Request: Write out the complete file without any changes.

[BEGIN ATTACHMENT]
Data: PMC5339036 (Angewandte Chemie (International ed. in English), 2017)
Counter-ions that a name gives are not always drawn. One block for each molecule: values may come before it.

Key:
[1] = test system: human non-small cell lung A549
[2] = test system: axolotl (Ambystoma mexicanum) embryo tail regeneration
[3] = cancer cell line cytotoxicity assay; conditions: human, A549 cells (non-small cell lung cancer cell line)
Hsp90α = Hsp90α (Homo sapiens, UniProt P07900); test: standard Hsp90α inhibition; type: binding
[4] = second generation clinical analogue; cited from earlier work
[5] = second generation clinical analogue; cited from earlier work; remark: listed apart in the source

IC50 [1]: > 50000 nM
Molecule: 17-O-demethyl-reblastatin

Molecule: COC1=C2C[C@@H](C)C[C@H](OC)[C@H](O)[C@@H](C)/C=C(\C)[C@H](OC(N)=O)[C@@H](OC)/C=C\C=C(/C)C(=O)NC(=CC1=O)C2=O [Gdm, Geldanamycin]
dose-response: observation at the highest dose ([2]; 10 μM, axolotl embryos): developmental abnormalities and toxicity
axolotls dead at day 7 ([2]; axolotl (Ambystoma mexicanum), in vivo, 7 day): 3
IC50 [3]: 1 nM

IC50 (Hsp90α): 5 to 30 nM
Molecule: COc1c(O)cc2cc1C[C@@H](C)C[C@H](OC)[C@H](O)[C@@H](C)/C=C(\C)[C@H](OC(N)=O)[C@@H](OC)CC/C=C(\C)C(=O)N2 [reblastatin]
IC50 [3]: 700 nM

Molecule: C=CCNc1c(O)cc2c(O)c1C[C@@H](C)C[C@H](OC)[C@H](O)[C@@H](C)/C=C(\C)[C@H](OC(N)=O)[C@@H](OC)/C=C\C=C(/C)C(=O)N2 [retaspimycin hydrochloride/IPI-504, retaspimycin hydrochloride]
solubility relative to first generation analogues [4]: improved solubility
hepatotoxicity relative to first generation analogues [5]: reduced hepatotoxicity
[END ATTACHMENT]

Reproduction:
Data: PMC5339036 (Angewandte Chemie (International ed. in English), 2017)
Counter-ions that a name gives are not always drawn. One block for each molecule: values may come before it.

Key:
[1] = test system: human non-small cell lung A549
[2] = test system: axolotl (Ambystoma mexicanum) embryo tail regeneration
[3] = cancer cell line cytotoxicity assay; conditions: human, A549 cells (non-small cell lung cancer cell line)
Hsp90α = Hsp90α (Homo sapiens, UniProt P07900); test: standard Hsp90α inhibition; type: binding
[4] = second generation clinical analogue; cited from earlier work
[5] = second generation clinical analogue; cited from earlier work; remark: listed apart in the source

IC50 [1]: > 50000 nM
Molecule: 17-O-demethyl-reblastatin

Molecule: COC1=C2C[C@@H](C)C[C@H](OC)[C@H](O)[C@@H](C)/C=C(\C)[C@H](OC(N)=O)[C@@H](OC)/C=C\C=C(/C)C(=O)NC(=CC1=O)C2=O [Gdm, Geldanamycin]
dose-response: observation at the highest dose ([2]; 10 μM, axolotl embryos): developmental abnormalities and toxicity
axolotls dead at day 7 ([2]; axolotl (Ambystoma mexicanum), in vivo, 7 day): 3
IC50 [3]: 1 nM

IC50 (Hsp90α): 5 to 30 nM
Molecule: COc1c(O)cc2cc1C[C@@H](C)C[C@H](OC)[C@H](O)[C@@H](C)/C=C(\C)[C@H](OC(N)=O)[C@@H](OC)CC/C=C(\C)C(=O)N2 [reblastatin]
IC50 [3]: 700 nM

Molecule: C=CCNc1c(O)cc2c(O)c1C[C@@H](C)C[C@H](OC)[C@H](O)[C@@H](C)/C=C(\C)[C@H](OC(N)=O)[C@@H](OC)/C=C\C=C(/C)C(=O)N2 [retaspimycin hydrochloride/IPI-504, retaspimycin hydrochloride]
solubility relative to first generation analogues [4]: improved solubility
hepatotoxicity relative to first generation analogues [5]: reduced hepatotoxicity